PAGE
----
Recently, the Washington Post published an article about the District of Columbia’s new education requirements for the early learning workforce — and just last week, The New York Times released its own story (“Do Preschool Teachers Really Need to Be College Graduates?”), examining these changes from various viewpoints.
The Times article highlights the importance of high-quality educators in supporting the rapidly growing brains of young children, while acknowledging that the issue is complicated. Qualifications alone won’t guarantee high-quality early learning experiences — the interplay of degrees, compensation and working conditions is what moves the quality of programs to better caring for and educating infants and toddlers. This isn’t to say that the District’s step toward requiring higher credentials for teachers isn’t an incredible and necessary one — teacher education is an important part of the quality equation.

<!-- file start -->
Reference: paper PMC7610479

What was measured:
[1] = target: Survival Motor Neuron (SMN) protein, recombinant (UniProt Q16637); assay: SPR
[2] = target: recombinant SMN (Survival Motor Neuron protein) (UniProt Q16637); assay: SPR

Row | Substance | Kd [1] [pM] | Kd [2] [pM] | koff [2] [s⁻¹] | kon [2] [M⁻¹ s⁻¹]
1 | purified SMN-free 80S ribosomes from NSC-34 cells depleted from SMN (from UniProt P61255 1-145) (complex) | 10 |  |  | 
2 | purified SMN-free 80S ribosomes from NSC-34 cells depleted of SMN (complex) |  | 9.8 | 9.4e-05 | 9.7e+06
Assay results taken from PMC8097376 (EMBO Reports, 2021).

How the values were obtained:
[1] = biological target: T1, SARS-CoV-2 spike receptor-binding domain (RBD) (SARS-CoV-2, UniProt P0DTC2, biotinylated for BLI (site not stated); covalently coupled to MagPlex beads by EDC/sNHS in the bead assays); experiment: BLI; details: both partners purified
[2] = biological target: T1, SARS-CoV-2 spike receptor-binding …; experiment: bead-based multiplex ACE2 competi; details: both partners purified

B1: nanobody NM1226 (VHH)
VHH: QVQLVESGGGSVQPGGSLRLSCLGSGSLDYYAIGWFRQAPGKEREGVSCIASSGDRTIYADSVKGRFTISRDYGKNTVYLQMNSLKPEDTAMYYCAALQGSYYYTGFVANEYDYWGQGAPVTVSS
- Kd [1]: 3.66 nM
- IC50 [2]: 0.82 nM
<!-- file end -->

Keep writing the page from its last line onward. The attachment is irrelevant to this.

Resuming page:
“So what does the data show? Teachers’ level of education is associated with high-quality care and teaching, and there is no evidence that it doesn’t matter. However, there is also no clear evidence that it’s necessary, or sufficient on its own, without being combined with other policies — particularly paying teachers higher wages.”
These articles demonstrate that improving responsive care and instructional quality is an important and complicated issue — and it’s worth continued investments. That’s why the Foundation has invested in a strategy that expands Early Head Start through the District’s Quality Improvement Network — requiring teachers to have a credential, honoring these teachers’ higher standard of work with salary bonuses and providing coaching to support their daily practice. Learn more about the work of the Birth-to-Three Policy Alliance.